I was sitting in my power chair and my manual was beside me, maybe a foot away. It had coolers, and other necessary stuff, hanging off the back. Other adults, also waiting, were sitting in other spots around me. It was kind of a natural place to wait or rest.
Suddenly I notice that a woman, in her thirties, had plopped herself down in my manual chair. I was horrified, "That's my wheelchair," I said. She looked at me with hostility, "Well, you're not using it are you?" I was aghast. I sputtered, "No, but it's still my wheelchair ..." before I could finish a fellow calls out to her, "Get your ass out of his wheelchair." She got up and left, huffing and puffing like there was a house made of sticks to blow down.
I still don't understand why she would sit in my wheelchair. I don't understand why she would presume to have the right to do so and to be hostile in response to information. My head had done a quick calculation which was ... no one would ever do this, maybe she thinks it's a random chair left around the park like you see at airports ... so I gave her information ... "That's my wheelchair." Her response told me that she either knew or didn't care. What she also didn't care about was my protest.
She got up and out of the chair because she was told to by someone else. Some non-disabled guy hollering at her to get out of my chair. My protest didn't matter. His did. In fact her response to his demand was almost immediate.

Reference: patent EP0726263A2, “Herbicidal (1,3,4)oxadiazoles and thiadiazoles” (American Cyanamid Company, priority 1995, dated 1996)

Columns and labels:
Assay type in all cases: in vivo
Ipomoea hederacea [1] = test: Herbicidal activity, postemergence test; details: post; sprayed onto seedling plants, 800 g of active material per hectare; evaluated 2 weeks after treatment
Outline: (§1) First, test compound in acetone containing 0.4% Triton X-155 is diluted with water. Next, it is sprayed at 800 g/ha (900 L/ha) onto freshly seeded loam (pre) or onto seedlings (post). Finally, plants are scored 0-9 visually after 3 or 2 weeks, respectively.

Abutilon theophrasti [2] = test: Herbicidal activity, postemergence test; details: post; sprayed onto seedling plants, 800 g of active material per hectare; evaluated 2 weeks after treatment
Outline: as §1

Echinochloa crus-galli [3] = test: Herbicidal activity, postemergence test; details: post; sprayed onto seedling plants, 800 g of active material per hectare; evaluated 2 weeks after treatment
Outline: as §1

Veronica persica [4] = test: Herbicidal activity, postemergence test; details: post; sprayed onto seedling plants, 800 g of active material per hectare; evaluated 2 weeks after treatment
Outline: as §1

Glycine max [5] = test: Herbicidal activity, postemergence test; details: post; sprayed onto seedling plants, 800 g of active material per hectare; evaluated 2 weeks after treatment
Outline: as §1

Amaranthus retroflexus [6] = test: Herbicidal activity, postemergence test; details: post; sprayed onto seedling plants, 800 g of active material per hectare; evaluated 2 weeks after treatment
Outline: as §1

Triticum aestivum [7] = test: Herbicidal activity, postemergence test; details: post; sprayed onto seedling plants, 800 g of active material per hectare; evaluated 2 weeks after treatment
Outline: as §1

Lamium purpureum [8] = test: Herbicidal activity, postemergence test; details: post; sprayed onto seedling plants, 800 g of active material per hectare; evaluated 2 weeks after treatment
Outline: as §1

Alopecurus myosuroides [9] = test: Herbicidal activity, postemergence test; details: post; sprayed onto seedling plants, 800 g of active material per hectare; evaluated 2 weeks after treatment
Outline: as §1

In the end I was upset that she plopped herself down in my wheelchair. I don't know how other's feel about their wheelchairs but mine is mine. I have no problem with my very close friends or my very close family sitting in my chair, but no one else and certainly not without permission. Heck, even Ruby and Sadie ask if they can sit in my chair - and they are kids!
But I was also annoyed, a bit, with the fellow who took over the interaction and spoke for me. True she valued his voice more than mine, but still I can fight my own battles and I don't need rescuing. I am pretty confident that, once I'd realized that I was dealing with someone who had done something purposeful, not accidental, I was ready to ramp up the interaction. I would have, I think, been able to make my voice heard.
Then the kids were back laughing full of stories of what they'd done. I used their laughter as a remedy to stop to ruminations in my head. It was time to get back to fun.